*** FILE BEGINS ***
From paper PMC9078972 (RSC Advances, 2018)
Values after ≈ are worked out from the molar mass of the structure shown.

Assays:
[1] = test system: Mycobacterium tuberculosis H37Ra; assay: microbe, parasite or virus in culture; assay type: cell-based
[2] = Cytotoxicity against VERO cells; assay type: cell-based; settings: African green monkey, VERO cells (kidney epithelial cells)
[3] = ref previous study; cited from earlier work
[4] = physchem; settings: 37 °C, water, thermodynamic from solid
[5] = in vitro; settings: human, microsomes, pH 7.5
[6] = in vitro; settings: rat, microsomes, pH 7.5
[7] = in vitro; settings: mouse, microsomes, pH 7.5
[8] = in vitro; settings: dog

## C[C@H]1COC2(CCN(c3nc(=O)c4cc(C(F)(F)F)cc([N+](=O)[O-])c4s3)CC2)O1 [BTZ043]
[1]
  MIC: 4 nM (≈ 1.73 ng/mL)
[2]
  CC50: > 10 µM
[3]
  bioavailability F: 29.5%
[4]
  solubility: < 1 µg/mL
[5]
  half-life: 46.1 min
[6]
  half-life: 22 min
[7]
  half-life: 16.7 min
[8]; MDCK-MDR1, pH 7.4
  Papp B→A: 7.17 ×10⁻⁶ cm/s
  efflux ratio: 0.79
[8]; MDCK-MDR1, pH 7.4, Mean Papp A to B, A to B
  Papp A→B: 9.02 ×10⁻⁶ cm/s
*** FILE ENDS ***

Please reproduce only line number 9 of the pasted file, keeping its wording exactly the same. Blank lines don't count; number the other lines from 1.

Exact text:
[6] = in vitro; settings: rat, microsomes, pH 7.5